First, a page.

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Modeling on the grand scale: LANDFIRE lessons learnedAuthor(s): Kori Blankenship; Jim Smith; Randy Swaty; Ayn J. Shlisky; Jeannie Patton; Sarah. Hagen
Source: In: Kerns, Becky K.; Shlisky, Ayn J.; Daniel, Colin J., tech. eds. Proceedings of the First Landscape State-and-Transition Simulation Modeling Conference, June 14–16, 2011, Portland, Oregon. Gen. Tech. Rep. PNW-GTR-869. Portland, OR: U.S. Department of Agriculture, Forest Service, Pacific Northwest Research Station: 43-56.
Publication Series: General Technical Report (GTR)
Station: Pacific Northwest Research Station
PDF: View PDF (420.94 KB)
DescriptionBetween 2004 and 2009, the LANDFIRE project facilitated the creation of approximately 1,200 unique state-andtransition models (STMs) for all major ecosystems in the United States. The primary goal of the modeling effort was to create a consistent and comprehensive set of STMs describing reference conditions and to inform the mapping of a subset of LANDFIRE’s spatial products. STMs were created by more than 700 experts through a series of modeling workshops, individual meetings and web conferences hosted around the country. While model- building speed, efficiency and consistency may have been enhanced by using a small group of project employees to develop STMs, our participatory approach to model development encouraged early engagement in the LANDFIRE project as a whole, helped to incorporate a broad spectrum of knowledge into the STMs and built modeling capacity. The depth and breadth of the LANDFIRE modeling effort provides an opportunity to learn about expert-based modeling efforts. In this paper we reflect on that effort and, based on our collective experience facilitating the development of the LANDFIRE STMs, we offer 10 lessons learned: (1) create a flexible modeling process, (2) incorporate a learn-by-doing method, but know that it takes work, (3) engage a broad spectrum of experts from the start, (4) agree on what is being modeled, (5) implement procedures to maintain quality control, (6) if possible, build from existing models, (7) thoroughly document results, (8) never forget the modeling purpose, (9) set realistic modeling goals, and (10) model to document known ecological information and identify gaps in understanding. In this paper, we discuss these lessons in detail and offer observations and examples from our experience to help others efficiently build more useful models for land management and planning efforts in the future.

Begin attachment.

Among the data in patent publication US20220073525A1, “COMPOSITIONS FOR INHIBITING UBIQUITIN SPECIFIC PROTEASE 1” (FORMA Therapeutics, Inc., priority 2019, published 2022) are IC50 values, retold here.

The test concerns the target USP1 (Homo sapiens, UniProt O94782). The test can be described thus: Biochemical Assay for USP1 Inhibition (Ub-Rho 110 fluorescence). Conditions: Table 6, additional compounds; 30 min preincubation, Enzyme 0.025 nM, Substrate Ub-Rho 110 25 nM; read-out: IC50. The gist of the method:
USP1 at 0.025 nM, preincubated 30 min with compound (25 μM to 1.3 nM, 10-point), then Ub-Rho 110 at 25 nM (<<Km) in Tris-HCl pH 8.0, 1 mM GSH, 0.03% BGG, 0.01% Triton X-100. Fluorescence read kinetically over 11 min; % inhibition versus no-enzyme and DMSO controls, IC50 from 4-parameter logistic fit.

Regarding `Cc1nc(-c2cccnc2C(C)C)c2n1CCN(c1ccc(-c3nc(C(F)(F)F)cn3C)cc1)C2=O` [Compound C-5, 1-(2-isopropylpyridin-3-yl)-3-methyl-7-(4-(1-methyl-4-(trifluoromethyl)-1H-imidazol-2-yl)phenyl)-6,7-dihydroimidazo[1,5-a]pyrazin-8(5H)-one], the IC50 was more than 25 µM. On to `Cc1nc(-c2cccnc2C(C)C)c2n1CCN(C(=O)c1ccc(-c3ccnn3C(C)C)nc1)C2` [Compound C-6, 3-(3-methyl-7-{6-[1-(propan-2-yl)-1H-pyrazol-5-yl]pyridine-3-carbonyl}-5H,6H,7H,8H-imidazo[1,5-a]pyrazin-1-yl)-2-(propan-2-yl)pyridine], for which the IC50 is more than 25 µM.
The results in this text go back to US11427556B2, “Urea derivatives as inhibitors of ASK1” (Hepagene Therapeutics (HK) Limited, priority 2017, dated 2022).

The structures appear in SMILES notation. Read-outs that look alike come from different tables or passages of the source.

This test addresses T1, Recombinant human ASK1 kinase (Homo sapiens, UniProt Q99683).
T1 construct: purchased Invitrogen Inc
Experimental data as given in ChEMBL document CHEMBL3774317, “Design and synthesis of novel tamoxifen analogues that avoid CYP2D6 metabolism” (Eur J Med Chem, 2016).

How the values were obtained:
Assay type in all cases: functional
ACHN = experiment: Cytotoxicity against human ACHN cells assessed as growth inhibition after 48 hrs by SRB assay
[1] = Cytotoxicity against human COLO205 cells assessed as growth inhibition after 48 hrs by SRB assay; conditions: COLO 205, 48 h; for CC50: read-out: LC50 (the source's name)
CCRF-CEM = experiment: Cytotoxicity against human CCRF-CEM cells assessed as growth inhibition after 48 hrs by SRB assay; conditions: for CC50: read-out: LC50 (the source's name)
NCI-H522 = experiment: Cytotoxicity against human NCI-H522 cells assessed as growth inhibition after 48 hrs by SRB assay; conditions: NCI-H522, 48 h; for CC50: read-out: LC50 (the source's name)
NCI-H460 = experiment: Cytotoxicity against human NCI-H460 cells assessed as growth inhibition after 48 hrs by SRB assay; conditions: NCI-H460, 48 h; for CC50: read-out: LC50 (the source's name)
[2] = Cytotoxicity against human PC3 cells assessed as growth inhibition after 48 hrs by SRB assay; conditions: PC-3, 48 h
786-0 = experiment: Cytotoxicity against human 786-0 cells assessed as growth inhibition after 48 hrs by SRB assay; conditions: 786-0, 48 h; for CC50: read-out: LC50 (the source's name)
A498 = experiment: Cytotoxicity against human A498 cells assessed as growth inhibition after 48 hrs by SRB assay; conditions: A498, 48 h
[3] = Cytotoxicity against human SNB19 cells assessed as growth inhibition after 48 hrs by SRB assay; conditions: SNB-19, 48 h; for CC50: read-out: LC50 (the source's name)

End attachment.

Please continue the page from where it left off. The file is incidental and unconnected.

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CitationBlankenship, Kori; Smith, Jim; Swaty, Randy; Shlisky, Ayn J.; Patton, Jeannie; Hagen, Sarah. 2012. Modeling on the grand scale: LANDFIRE lessons learned. In: Kerns, Becky K.; Shlisky, Ayn J.; Daniel, Colin J., tech. eds. Proceedings of the First Landscape State-and-Transition Simulation Modeling Conference, June 14–16, 2011, Portland, Oregon. Gen. Tech. Rep. PNW-GTR-869. Portland, OR: U.S. Department of Agriculture, Forest Service, Pacific Northwest Research Station: 43-56.
Keywordspre-settlement, vegetation ecology, vegetation dynamics, state-and-transition model, LANDFIRE, experts, VDDT, Vegetation Condition Class.
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